Jane Lynch Opens Up About Social Anxiety
When you think of Jane Lynch, you probably picture her on “Glee” or as the gregarious woman hosting “Hollywood Game Night,” so it might come as a shock that Lynch suffers from social anxiety. The actress, who has also appeared in movies like “The 40 Year Old Virgin” and “Best in Show,” recently revealed on Huffpost Healthy Living that she’s actually the sort of person who prefers to shrink into the background because of her discomfort in crowds.
Watching From the Background
“I’m like Jay Gatsby. I like to throw the party and then stand back, looking gorgeous. Stand back and watch it,” she told Huffpost Live’s Alyona Minkovski. Lynch also admitted to Minkovski that she only has two close long-term friends who’ve been in her life for more than 20 years.
Lynch also discussed her social anxiety in a New York Times interview back in 2011. She said it started when she was young and had a sense of being different from her peers. This fits in with the disorder’s normal progression, which usually starts in a person’s youth. She preferred athletics to “girly” activities and envied her brother when their dad took him to sports events. She also liked to secretly dress in her father’s clothes. Over time, Lynch came to terms with her sexual orientation as a lesbian, but hid it out of shame because she considered it a “disease.”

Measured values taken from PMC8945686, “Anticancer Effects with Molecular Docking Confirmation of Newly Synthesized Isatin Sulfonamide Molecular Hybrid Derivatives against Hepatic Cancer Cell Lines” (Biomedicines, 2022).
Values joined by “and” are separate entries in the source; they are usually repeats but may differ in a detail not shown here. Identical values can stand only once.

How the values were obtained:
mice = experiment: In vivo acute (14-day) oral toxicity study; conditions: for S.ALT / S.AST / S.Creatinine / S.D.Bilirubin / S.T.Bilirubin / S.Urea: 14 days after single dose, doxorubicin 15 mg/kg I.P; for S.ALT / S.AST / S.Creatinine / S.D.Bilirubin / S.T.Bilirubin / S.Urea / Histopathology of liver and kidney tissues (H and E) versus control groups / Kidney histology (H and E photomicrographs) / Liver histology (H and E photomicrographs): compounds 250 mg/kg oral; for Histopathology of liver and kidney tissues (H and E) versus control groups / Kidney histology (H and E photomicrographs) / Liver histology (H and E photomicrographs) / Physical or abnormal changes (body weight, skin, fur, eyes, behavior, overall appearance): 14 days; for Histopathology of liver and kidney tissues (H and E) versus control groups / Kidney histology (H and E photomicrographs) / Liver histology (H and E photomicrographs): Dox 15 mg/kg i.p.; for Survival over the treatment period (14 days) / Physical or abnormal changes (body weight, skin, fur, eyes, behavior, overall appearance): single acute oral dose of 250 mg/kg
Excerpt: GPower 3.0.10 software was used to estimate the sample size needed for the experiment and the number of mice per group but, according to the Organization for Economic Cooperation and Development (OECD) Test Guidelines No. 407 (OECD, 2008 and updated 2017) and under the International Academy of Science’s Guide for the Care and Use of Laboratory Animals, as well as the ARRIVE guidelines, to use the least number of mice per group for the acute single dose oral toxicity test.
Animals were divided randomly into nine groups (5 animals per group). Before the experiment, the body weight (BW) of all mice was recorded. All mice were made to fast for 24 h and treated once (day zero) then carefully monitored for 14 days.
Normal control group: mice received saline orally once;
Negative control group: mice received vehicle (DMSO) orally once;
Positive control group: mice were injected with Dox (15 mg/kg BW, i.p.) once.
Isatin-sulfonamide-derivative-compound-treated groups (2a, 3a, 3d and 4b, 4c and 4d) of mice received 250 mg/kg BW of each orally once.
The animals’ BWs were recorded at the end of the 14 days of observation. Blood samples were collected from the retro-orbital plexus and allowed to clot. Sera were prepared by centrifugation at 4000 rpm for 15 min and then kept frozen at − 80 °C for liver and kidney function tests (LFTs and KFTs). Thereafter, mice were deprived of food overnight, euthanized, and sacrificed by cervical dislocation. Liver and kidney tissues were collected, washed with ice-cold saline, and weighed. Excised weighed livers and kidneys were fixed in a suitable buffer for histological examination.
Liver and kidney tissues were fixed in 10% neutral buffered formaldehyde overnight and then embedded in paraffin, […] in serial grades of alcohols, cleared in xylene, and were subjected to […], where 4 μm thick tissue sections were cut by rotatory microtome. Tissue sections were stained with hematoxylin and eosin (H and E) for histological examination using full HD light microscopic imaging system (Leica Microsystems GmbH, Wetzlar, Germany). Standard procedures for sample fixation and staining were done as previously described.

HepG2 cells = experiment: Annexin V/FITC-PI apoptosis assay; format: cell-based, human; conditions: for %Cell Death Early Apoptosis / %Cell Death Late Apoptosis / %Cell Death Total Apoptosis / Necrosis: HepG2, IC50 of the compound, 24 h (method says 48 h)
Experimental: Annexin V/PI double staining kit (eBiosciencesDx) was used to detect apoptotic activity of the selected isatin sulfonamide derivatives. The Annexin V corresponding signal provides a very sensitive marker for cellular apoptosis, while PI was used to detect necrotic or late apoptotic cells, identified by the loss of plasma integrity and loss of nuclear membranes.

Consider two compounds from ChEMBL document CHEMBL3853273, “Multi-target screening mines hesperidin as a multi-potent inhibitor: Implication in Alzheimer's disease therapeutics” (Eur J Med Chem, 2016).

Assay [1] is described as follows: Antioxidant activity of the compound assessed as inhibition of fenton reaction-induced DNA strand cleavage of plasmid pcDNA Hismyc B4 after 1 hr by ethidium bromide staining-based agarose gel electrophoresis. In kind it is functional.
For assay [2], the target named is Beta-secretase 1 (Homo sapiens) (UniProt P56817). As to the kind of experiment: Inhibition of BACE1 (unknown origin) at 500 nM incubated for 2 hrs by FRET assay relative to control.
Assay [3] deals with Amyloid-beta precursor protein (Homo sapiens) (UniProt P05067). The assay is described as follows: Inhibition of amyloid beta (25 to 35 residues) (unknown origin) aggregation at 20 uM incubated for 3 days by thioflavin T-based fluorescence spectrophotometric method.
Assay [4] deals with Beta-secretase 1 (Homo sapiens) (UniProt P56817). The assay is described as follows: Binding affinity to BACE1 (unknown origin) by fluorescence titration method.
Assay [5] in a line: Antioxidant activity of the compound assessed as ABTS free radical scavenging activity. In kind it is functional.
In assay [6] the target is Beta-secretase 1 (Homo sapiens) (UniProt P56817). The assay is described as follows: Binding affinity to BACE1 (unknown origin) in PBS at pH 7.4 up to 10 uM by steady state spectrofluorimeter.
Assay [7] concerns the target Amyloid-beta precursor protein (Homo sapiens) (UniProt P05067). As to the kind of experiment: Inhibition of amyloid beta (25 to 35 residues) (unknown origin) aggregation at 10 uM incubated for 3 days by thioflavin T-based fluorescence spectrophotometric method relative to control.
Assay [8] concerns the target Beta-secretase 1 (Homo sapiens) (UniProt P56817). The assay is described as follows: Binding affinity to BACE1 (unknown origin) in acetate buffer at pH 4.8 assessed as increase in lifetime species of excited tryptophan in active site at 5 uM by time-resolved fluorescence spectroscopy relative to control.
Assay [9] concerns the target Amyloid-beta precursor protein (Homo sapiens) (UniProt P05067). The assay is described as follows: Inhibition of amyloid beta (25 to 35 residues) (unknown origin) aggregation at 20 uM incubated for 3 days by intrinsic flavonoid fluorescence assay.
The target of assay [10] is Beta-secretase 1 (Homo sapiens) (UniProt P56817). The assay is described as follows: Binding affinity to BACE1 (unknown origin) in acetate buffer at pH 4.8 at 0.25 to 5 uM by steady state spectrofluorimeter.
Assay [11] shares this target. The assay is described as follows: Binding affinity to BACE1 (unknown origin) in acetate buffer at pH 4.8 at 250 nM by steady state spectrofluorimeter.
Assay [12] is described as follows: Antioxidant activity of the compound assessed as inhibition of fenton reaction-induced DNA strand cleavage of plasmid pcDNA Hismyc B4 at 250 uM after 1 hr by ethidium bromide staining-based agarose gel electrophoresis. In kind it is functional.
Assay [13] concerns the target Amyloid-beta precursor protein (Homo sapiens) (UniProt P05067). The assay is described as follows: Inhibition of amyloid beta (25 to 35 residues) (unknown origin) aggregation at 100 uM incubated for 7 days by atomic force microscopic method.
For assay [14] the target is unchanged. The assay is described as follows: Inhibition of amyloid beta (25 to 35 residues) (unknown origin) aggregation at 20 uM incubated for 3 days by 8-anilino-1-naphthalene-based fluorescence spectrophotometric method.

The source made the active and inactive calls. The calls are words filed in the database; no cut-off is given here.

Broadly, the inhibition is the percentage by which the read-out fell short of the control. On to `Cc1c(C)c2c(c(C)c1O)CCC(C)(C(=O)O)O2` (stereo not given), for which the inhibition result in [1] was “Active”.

A Typical Case
Lynch’s early experience fits closely with typical symptoms of social anxiety disorder. She was very nervous and self-conscious because of her self-perceived differences, and she constantly feared that others would judge her as being odd. She had trouble dealing with other people and couldn’t sustain friendships. Lynch also self-medicated, admitting that she starting drinking too much in order to mask the problem.
Lynch eventually dealt with her drinking through Alcoholics Anonymous, but started compulsively shopping for clothes, buying thousands of dollars worth of outfits, even if they didn’t fit her. After time, the actress accepted her sexuality and gained a positive self-image with help from her ex-wife, Lara Embry. She even played gay characters like the lesbian dog trainer in “Best in Show.” However, Lynch admits she still retains the social anxiety developed early in life.
Stopping the Cycle
It’s common for people with social anxiety disorder to self-medicate like Lynch originally did with alcohol, but it’s much healthier to get professional treatment. Cognitive/behavioral therapy (CBT) is a common treatment—counselors use CBT to teach people new strategies for handling social situations. If needed, talk therapy can be combined with anti-anxiety medication.
If you suspect you might have social anxiety disorder, this WebPsychology test is a good screener. If your results show that you might have an issue, talk to your doctor or a counselor.